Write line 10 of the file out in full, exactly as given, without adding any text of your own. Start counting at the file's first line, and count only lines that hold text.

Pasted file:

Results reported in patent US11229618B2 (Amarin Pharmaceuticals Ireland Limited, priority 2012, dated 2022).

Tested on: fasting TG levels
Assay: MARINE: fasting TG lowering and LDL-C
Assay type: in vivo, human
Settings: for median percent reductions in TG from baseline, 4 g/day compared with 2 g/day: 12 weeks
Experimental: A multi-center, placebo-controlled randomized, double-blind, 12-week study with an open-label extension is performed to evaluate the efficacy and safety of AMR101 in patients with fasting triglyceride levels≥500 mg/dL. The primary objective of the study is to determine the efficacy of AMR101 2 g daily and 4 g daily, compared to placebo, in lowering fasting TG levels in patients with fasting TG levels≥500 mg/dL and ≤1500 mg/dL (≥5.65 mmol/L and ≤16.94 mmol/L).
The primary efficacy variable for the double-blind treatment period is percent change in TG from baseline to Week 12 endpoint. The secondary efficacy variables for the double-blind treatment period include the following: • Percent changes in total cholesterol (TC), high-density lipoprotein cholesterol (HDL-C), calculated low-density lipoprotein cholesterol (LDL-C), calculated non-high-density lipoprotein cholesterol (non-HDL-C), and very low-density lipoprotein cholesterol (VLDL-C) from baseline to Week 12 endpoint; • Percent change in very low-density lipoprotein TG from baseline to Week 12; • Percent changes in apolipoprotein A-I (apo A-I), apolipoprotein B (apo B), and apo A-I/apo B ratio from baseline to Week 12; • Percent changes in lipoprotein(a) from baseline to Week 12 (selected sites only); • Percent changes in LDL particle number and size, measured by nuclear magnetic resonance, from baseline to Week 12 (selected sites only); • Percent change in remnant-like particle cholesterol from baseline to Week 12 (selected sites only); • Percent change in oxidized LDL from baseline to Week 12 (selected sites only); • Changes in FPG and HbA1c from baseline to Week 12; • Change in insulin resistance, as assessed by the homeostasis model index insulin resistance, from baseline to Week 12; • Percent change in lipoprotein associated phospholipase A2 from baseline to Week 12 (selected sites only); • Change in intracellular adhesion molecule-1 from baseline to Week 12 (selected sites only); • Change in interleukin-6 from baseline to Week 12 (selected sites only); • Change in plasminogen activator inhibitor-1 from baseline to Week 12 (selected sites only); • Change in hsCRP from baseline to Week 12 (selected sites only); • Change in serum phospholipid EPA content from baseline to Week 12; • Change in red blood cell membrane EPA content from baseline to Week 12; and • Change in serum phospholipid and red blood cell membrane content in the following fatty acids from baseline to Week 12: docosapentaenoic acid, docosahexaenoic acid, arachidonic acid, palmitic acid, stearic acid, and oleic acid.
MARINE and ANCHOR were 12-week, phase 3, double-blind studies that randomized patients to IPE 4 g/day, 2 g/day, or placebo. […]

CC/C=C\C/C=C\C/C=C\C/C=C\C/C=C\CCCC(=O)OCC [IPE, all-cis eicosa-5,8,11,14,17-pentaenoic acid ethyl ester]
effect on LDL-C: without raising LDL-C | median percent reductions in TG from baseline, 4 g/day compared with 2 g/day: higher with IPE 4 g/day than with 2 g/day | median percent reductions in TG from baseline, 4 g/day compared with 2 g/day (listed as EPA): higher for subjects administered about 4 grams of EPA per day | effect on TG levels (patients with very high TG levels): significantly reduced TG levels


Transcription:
effect on LDL-C: without raising LDL-C | median percent reductions in TG from baseline, 4 g/day compared with 2 g/day: higher with IPE 4 g/day than with 2 g/day | median percent reductions in TG from baseline, 4 g/day compared with 2 g/day (listed as EPA): higher for subjects administered about 4 grams of EPA per day | effect on TG levels (patients with very high TG levels): significantly reduced TG levels